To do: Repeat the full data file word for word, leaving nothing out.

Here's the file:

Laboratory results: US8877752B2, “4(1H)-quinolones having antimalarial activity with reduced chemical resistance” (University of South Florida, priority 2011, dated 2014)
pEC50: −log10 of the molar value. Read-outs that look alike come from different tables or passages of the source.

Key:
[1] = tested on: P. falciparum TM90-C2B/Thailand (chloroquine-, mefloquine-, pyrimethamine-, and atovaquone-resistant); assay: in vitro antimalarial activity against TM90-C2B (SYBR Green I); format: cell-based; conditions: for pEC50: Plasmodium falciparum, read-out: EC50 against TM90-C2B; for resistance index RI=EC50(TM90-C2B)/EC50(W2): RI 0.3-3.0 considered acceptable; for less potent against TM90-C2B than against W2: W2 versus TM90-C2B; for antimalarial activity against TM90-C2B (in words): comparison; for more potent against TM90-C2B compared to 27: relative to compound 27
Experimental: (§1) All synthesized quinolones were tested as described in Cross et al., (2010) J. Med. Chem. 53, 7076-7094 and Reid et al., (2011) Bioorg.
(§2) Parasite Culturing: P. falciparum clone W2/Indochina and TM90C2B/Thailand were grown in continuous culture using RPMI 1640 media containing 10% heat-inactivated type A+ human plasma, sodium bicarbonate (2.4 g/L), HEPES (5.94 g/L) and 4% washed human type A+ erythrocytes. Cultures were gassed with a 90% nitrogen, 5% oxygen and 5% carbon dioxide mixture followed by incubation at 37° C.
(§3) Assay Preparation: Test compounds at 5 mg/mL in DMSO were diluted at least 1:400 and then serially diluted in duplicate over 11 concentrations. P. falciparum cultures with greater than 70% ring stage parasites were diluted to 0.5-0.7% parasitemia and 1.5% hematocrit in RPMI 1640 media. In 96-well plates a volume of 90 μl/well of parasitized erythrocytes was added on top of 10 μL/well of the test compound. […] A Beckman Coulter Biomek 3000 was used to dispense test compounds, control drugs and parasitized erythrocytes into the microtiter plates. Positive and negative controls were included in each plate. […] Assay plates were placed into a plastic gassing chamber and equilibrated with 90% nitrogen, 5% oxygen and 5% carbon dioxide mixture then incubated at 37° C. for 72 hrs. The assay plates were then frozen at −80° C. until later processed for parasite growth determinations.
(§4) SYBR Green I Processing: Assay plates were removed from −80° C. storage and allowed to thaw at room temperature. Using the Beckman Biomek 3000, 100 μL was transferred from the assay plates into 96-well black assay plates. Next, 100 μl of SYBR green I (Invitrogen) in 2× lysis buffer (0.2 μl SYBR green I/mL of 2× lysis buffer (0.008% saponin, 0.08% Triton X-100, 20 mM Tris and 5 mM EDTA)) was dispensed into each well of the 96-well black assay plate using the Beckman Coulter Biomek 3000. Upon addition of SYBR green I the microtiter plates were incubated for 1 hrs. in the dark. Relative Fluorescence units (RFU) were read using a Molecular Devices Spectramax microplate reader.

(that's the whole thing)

Laboratory results: US8877752B2, “4(1H)-quinolones having antimalarial activity with reduced chemical resistance” (University of South Florida, priority 2011, dated 2014)
pEC50: −log10 of the molar value. Read-outs that look alike come from different tables or passages of the source.

Key:
[1] = tested on: P. falciparum TM90-C2B/Thailand (chloroquine-, mefloquine-, pyrimethamine-, and atovaquone-resistant); assay: in vitro antimalarial activity against TM90-C2B (SYBR Green I); format: cell-based; conditions: for pEC50: Plasmodium falciparum, read-out: EC50 against TM90-C2B; for resistance index RI=EC50(TM90-C2B)/EC50(W2): RI 0.3-3.0 considered acceptable; for less potent against TM90-C2B than against W2: W2 versus TM90-C2B; for antimalarial activity against TM90-C2B (in words): comparison; for more potent against TM90-C2B compared to 27: relative to compound 27
Experimental: (§1) All synthesized quinolones were tested as described in Cross et al., (2010) J. Med. Chem. 53, 7076-7094 and Reid et al., (2011) Bioorg.
(§2) Parasite Culturing: P. falciparum clone W2/Indochina and TM90C2B/Thailand were grown in continuous culture using RPMI 1640 media containing 10% heat-inactivated type A+ human plasma, sodium bicarbonate (2.4 g/L), HEPES (5.94 g/L) and 4% washed human type A+ erythrocytes. Cultures were gassed with a 90% nitrogen, 5% oxygen and 5% carbon dioxide mixture followed by incubation at 37° C.
(§3) Assay Preparation: Test compounds at 5 mg/mL in DMSO were diluted at least 1:400 and then serially diluted in duplicate over 11 concentrations. P. falciparum cultures with greater than 70% ring stage parasites were diluted to 0.5-0.7% parasitemia and 1.5% hematocrit in RPMI 1640 media. In 96-well plates a volume of 90 μl/well of parasitized erythrocytes was added on top of 10 μL/well of the test compound. […] A Beckman Coulter Biomek 3000 was used to dispense test compounds, control drugs and parasitized erythrocytes into the microtiter plates. Positive and negative controls were included in each plate. […] Assay plates were placed into a plastic gassing chamber and equilibrated with 90% nitrogen, 5% oxygen and 5% carbon dioxide mixture then incubated at 37° C. for 72 hrs. The assay plates were then frozen at −80° C. until later processed for parasite growth determinations.
(§4) SYBR Green I Processing: Assay plates were removed from −80° C. storage and allowed to thaw at room temperature. Using the Beckman Biomek 3000, 100 μL was transferred from the assay plates into 96-well black assay plates. Next, 100 μl of SYBR green I (Invitrogen) in 2× lysis buffer (0.2 μl SYBR green I/mL of 2× lysis buffer (0.008% saponin, 0.08% Triton X-100, 20 mM Tris and 5 mM EDTA)) was dispensed into each well of the 96-well black assay plate using the Beckman Coulter Biomek 3000. Upon addition of SYBR green I the microtiter plates were incubated for 1 hrs. in the dark. Relative Fluorescence units (RFU) were read using a Molecular Devices Spectramax microplate reader.